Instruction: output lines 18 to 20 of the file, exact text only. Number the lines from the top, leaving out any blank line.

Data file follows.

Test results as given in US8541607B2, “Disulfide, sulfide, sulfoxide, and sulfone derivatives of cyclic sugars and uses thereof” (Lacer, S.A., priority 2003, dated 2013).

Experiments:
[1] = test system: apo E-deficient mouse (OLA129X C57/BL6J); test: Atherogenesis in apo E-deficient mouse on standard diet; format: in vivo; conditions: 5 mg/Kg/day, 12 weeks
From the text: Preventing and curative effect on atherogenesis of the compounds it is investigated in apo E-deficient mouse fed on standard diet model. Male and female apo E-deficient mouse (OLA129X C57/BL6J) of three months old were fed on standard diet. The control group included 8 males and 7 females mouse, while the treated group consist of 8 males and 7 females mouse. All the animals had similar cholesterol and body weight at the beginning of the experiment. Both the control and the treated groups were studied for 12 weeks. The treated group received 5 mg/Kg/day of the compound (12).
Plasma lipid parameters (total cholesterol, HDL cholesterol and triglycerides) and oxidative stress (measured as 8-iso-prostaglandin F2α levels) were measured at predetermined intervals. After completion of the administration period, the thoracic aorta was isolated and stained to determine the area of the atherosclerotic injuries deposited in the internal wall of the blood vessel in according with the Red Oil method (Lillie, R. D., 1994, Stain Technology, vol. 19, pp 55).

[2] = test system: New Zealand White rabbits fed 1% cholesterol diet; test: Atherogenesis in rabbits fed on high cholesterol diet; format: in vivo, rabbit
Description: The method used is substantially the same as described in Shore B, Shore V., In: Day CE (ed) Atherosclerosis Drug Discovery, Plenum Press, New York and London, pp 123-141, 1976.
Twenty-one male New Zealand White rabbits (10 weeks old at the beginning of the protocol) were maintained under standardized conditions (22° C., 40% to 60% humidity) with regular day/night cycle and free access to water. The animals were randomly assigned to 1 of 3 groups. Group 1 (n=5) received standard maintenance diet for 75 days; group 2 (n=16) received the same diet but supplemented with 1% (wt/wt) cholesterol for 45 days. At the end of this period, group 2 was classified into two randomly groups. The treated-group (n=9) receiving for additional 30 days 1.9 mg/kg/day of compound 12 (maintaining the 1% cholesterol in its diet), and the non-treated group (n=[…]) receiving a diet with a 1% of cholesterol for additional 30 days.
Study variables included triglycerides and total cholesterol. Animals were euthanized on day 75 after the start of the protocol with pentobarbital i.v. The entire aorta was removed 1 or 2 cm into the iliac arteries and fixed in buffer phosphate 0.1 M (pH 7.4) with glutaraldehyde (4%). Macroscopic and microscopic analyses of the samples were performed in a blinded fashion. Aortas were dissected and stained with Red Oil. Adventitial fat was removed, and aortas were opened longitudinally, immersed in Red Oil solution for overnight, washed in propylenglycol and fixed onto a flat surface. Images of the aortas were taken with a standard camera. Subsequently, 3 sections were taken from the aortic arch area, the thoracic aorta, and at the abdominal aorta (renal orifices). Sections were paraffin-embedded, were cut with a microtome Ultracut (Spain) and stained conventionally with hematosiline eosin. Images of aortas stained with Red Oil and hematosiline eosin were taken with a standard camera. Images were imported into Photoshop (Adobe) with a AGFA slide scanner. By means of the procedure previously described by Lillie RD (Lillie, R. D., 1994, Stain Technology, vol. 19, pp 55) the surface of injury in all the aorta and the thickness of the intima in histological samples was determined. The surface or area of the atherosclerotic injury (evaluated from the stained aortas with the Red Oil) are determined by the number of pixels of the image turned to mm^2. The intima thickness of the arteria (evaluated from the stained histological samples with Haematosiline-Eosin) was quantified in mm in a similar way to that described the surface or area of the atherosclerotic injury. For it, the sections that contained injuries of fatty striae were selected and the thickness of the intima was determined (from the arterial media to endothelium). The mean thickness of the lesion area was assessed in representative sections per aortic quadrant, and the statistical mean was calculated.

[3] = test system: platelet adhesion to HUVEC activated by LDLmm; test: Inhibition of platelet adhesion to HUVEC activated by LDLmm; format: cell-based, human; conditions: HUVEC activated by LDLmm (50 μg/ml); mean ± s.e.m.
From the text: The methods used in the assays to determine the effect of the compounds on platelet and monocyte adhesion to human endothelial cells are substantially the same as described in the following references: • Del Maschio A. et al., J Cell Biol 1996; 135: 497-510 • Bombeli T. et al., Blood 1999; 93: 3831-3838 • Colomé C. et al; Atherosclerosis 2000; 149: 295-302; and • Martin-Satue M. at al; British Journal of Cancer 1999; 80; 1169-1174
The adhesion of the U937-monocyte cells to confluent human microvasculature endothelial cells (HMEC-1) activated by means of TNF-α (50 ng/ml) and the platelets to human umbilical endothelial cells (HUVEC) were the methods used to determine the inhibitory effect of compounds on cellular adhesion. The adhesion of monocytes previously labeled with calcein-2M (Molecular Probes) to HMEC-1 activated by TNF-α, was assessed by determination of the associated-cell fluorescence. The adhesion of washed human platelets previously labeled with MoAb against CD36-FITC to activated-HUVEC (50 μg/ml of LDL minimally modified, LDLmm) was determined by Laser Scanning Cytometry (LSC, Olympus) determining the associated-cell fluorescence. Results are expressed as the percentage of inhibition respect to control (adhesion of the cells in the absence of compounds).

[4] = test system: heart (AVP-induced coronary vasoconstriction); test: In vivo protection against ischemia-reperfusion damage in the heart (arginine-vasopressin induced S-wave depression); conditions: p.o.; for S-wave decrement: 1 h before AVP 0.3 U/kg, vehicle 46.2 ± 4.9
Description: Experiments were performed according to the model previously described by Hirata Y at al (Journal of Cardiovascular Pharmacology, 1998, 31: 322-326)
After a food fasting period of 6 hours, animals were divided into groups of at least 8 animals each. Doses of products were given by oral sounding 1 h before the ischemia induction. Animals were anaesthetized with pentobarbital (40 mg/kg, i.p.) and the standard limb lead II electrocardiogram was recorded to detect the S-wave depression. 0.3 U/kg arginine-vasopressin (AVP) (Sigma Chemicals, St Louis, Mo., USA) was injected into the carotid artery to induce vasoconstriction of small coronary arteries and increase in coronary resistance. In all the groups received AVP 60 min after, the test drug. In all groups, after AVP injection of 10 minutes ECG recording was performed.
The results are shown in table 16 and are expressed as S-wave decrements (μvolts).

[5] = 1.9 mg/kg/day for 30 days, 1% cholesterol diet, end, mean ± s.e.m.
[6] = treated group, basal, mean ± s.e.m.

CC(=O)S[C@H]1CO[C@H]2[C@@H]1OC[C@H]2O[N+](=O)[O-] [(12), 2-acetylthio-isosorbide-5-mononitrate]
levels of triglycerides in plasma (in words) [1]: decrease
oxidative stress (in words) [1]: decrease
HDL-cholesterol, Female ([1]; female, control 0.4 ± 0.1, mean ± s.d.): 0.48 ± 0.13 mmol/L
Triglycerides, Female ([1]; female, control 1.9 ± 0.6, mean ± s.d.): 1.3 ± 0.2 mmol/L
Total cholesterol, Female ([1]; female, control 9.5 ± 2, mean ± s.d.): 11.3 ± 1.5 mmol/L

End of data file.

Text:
[6] = treated group, basal, mean ± s.e.m.

CC(=O)S[C@H]1CO[C@H]2[C@@H]1OC[C@H]2O[N+](=O)[O-] [(12), 2-acetylthio-isosorbide-5-mononitrate]
levels of triglycerides in plasma (in words) [1]: decrease